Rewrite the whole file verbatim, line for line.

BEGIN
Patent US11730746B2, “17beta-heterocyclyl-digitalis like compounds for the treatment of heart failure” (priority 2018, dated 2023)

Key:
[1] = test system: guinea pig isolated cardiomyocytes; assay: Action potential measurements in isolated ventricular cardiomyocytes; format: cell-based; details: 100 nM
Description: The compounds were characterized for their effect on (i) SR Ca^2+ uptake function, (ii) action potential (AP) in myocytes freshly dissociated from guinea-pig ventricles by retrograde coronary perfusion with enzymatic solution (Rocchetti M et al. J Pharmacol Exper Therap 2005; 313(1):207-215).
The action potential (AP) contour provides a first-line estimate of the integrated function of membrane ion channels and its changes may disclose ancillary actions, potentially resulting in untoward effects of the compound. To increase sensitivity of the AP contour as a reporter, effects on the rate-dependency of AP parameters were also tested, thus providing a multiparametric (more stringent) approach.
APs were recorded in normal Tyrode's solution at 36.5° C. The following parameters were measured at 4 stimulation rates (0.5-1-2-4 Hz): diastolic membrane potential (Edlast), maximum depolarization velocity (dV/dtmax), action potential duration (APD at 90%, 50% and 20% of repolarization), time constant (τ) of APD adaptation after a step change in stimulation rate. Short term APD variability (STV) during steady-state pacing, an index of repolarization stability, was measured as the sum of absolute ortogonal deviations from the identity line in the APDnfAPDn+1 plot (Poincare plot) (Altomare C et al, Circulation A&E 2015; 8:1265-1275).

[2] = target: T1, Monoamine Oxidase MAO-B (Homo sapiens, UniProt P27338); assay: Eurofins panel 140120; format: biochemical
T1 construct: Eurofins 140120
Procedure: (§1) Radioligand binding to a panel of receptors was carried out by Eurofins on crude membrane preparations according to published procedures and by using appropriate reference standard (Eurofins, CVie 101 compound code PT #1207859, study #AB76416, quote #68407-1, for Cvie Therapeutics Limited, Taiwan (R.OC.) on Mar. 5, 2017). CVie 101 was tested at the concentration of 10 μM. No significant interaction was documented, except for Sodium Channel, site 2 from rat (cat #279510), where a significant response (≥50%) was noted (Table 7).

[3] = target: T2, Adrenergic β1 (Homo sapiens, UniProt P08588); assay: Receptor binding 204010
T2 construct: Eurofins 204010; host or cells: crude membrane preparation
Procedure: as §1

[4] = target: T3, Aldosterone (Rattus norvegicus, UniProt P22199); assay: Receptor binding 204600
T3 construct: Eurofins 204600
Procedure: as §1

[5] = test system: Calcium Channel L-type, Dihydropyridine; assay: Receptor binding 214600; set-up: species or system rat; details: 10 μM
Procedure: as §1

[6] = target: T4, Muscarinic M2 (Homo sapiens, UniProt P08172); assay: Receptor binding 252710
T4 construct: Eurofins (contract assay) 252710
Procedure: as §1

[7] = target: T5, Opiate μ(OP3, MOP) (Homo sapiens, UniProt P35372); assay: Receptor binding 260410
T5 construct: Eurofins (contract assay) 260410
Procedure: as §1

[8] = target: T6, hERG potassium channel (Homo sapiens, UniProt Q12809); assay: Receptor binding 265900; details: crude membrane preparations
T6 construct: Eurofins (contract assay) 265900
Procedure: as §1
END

Patent US11730746B2, “17beta-heterocyclyl-digitalis like compounds for the treatment of heart failure” (priority 2018, dated 2023)

Key:
[1] = test system: guinea pig isolated cardiomyocytes; assay: Action potential measurements in isolated ventricular cardiomyocytes; format: cell-based; details: 100 nM
Description: The compounds were characterized for their effect on (i) SR Ca^2+ uptake function, (ii) action potential (AP) in myocytes freshly dissociated from guinea-pig ventricles by retrograde coronary perfusion with enzymatic solution (Rocchetti M et al. J Pharmacol Exper Therap 2005; 313(1):207-215).
The action potential (AP) contour provides a first-line estimate of the integrated function of membrane ion channels and its changes may disclose ancillary actions, potentially resulting in untoward effects of the compound. To increase sensitivity of the AP contour as a reporter, effects on the rate-dependency of AP parameters were also tested, thus providing a multiparametric (more stringent) approach.
APs were recorded in normal Tyrode's solution at 36.5° C. The following parameters were measured at 4 stimulation rates (0.5-1-2-4 Hz): diastolic membrane potential (Edlast), maximum depolarization velocity (dV/dtmax), action potential duration (APD at 90%, 50% and 20% of repolarization), time constant (τ) of APD adaptation after a step change in stimulation rate. Short term APD variability (STV) during steady-state pacing, an index of repolarization stability, was measured as the sum of absolute ortogonal deviations from the identity line in the APDnfAPDn+1 plot (Poincare plot) (Altomare C et al, Circulation A&E 2015; 8:1265-1275).

[2] = target: T1, Monoamine Oxidase MAO-B (Homo sapiens, UniProt P27338); assay: Eurofins panel 140120; format: biochemical
T1 construct: Eurofins 140120
Procedure: (§1) Radioligand binding to a panel of receptors was carried out by Eurofins on crude membrane preparations according to published procedures and by using appropriate reference standard (Eurofins, CVie 101 compound code PT #1207859, study #AB76416, quote #68407-1, for Cvie Therapeutics Limited, Taiwan (R.OC.) on Mar. 5, 2017). CVie 101 was tested at the concentration of 10 μM. No significant interaction was documented, except for Sodium Channel, site 2 from rat (cat #279510), where a significant response (≥50%) was noted (Table 7).

[3] = target: T2, Adrenergic β1 (Homo sapiens, UniProt P08588); assay: Receptor binding 204010
T2 construct: Eurofins 204010; host or cells: crude membrane preparation
Procedure: as §1

[4] = target: T3, Aldosterone (Rattus norvegicus, UniProt P22199); assay: Receptor binding 204600
T3 construct: Eurofins 204600
Procedure: as §1

[5] = test system: Calcium Channel L-type, Dihydropyridine; assay: Receptor binding 214600; set-up: species or system rat; details: 10 μM
Procedure: as §1

[6] = target: T4, Muscarinic M2 (Homo sapiens, UniProt P08172); assay: Receptor binding 252710
T4 construct: Eurofins (contract assay) 252710
Procedure: as §1

[7] = target: T5, Opiate μ(OP3, MOP) (Homo sapiens, UniProt P35372); assay: Receptor binding 260410
T5 construct: Eurofins (contract assay) 260410
Procedure: as §1

[8] = target: T6, hERG potassium channel (Homo sapiens, UniProt Q12809); assay: Receptor binding 265900; details: crude membrane preparations
T6 construct: Eurofins (contract assay) 265900
Procedure: as §1